I’m often surprised when I run across developers who don’t have a variety of HTTP traffic monitoring apps as an integral part of their toolkit. When doing Grails development (or any web development really), being able to see the actual information that is going over the wire is invaluable.
These days, more and more people are familiar with the amazing Firefox plugin Firebug. It allows you to view request and response information along with many other tricks.
There have been times that Firebug seems to swallow requests and not display them. I’ve also seen situations where it seems like it’s making a second request when you open up the response tab in firebug’s window. Firebug is also only available when you’re working with Firefox.
In times like these, it’s nice to have alternatives to turn to. Wireshark (née Ethereal), is often cited as the cross-platform swiss army knife of packet sniffers. One problem with swiss army knives is that it can often be difficult to determine which part of the tool is the right one for the job. It’s open source and free, and there is a lot of power if you’re willing to dig in to the documentation a little.
If you’re on a Mac, I’ve found that HTTPScoop works really well as a focused HTTP monitoring utility with a nice GUI. It’s shareware and costs a reasonable 10 GBP (which, with the falling dollar is getting less reasonable, but still worth it).
If you’re debugging requests to your local machine, all you need to do is set it to monitor the “lo0” interface. This is the loopback interface that is used for localhost requests.
Then, in your preferences, you’ll want to only monitor port 8080 (or whatever port you have Grails running on).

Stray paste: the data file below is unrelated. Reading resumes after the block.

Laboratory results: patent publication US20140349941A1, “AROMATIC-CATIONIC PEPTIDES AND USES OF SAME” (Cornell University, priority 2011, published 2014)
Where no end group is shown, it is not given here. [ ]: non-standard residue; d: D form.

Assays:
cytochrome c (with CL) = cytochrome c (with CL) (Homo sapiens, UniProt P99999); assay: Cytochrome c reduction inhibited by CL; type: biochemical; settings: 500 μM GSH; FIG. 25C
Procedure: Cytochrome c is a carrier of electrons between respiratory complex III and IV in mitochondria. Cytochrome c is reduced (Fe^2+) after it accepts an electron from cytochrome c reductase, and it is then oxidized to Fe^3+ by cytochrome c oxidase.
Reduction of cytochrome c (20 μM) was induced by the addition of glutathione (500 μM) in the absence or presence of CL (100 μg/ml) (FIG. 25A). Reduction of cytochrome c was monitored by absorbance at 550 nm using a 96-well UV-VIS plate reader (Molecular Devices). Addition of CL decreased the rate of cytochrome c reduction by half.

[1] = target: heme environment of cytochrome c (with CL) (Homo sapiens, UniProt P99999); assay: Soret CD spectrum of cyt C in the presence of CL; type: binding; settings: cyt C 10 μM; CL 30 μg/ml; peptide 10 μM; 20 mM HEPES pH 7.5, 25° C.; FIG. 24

After that, just hit the “Scoop” button and it will monitor all traffic going to localhost:8080. You can see a number of details about each including headers, request/response body, HTTP status codes, etc.
If you’re looking for quick, dirty, and free, tcpdump should be at the top of your list. If you’re on OS X or Linux, you’ve probably already got it on your machine and don’t need to worry about installing anything.
Like wireshark above, it’s a powerful swiss army knife and it can be difficult to wade through the man page to figure out how to get it to do exactly what you want. That’s why I’ve set up this alias for myself so I don’t have to remember the voodoo incantation to call it:
alias tcpd8080="sudo tcpdump -s 0 -A -i lo0 'tcp port 8080 and (((ip[2:2] - ((ip&0xf)<<2)) - ((tcp&0xf0)>>2)) != 0)'"
If you put that in your .profile/.bash_profile/.zshrc, all you need to do is type
tcpd8080 and it will automatically start monitoring the loopback interface for traffic to localhost:8080. The extra bits on the end tell tcpdump to only monitor tcp requests on port 8080 and the final portion is used to filter out unecessary IPv4 SYN/FIN/ACK requests that are part of the communication between client and server.
Here’s a sample request/response captured by tcpdump to a sample grails application:
22:56:54.395121 IP localhost.62581 > localhost.http-alt: P 417:835(418) ack 106 win 65535
E.....@.@............u....Al...H........... ./.../..GET /library/ HTTP/1.1 Host: localhost:8080 User-Agent: Mozilla/5.0 (Macintosh; U; Intel Mac OS X; en-US; rv:22.214.171.124) Gecko/20080311 Firefox/126.96.36.199 Accept: text/xml,application/xml,application/xhtml+xml,text/html;q=0.9,text/plain;q=0.8,image/png,*/*;q=0.5 Accept-Language: en-us,en;q=0.5 Accept-Encoding: gzip,deflate Accept-Charset: ISO-8859-1,utf-8;q=0.7,*;q=0.7 Keep-Alive: 300 Connection: keep-alive22:56:55.209576 IP localhost.http-alt > localhost.62581: P 106:1569(1463) ack 835 win 65535 E.....@.@..............u...H..C............ ./.../..HTTP/1.1 200 OK Content-Type: text/html; charset=utf-8 Content-Length: 1360 Server: Jetty(6.1.4) Welcome to Grails
Welcome to Grails
Congratulations, you have successfully started your first Grails application! At the moment this is the default page, feel free to modify it to either redirect to a controller or display whatever content you may choose. Below is a list of controllers that are currently deployed in this application, click on each to execute its default action:
There are a number of other tools out there that do similar things, including proxies like Fiddler and TCPMon, but I find those more cumbersome to use for most situations.